DES MOINES — Inside the wrestling room at Lincoln, Leo Blawou and Mamadee Tullay set their sights on the state tournament.
“Wrestling is not a sport,” said Tullay. “It’s here to teach young men and women how to become better people in life.”
Dee and Leo could be the teachers.
“Where we lived before we came here, it wasn’t really a safe place,” said Blawou.
Both came to the United States as refugees from war-torn Liberia. Leo was three years old when he moved- first to Detroit, and then to Des Moines when he was in third grade. Dee’s family fled Africa for Rochester, New York, before settling in the Capital City.
But the similarities don’t end there. Dee’s father was killed in the second Liberian Civil War, in the early 2000s. Dee was just a baby.
“They shot at him and he died trying to save us and trying to have us escape,” said Tullay.
Leo lost his father in a car crash in Detroit at age nine.
“I really didn’t understand it,” said Blawou. “I really didn’t break down and cry right away. It took a little while. I was just standing there and I didn’t know what to do. I just stood there for a while.”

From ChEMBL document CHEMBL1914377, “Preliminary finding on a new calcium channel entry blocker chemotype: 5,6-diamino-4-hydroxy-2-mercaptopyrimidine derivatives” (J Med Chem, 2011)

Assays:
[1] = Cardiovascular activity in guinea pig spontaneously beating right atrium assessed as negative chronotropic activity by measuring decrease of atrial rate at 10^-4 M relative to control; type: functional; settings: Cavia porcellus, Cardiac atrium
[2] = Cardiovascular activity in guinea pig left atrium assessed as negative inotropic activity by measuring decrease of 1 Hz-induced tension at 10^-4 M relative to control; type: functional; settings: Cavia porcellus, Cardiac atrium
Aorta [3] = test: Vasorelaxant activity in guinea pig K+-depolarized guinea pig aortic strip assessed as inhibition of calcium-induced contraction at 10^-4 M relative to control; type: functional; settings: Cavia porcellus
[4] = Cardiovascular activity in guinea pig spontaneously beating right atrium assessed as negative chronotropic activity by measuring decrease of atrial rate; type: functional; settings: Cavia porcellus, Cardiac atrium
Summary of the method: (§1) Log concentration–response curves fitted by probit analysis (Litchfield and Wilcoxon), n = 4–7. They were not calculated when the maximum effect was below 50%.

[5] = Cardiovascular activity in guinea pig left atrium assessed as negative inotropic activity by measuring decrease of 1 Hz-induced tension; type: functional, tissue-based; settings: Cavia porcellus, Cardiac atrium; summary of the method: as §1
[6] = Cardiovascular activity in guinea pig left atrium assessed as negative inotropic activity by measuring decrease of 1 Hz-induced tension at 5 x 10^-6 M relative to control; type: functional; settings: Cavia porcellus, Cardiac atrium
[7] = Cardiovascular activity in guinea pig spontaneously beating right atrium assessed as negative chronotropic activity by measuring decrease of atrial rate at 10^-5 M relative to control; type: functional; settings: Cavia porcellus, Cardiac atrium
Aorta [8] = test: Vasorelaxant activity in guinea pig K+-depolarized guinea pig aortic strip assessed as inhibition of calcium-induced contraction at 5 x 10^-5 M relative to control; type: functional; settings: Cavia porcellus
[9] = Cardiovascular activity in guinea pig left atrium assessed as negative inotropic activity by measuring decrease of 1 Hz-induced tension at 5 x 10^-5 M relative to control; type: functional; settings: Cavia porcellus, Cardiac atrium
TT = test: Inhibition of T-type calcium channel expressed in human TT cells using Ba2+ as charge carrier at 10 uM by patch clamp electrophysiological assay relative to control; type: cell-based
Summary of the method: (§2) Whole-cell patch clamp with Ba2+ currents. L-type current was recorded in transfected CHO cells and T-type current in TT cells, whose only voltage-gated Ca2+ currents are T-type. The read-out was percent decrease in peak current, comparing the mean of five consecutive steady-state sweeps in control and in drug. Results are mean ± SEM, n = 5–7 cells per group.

Through life’s struggles, they found wrestling, and each other.
“We’re both from the same country,” said Tullay. “He understands me, I understand him. He knows when I’m mad. I know when he’s mad. He’s like a little brother that I wanted.
”I can go to Dee, and we can get in the car and just go somewhere for hours,” said Blawou. “He’s like an older brother. He’s an older brother I can go to for things, and he just understands.”
Their term is brothers. Their coach calls them something else.
“What is a warrior? A warrior is someone that overcomes things, and fights through things and adversity,” said head coach Dustin Roland. “You couldn’t pick two more on our team that have overcome more in life, than what those two have.”
Which will only help them at the state tournament this weekend.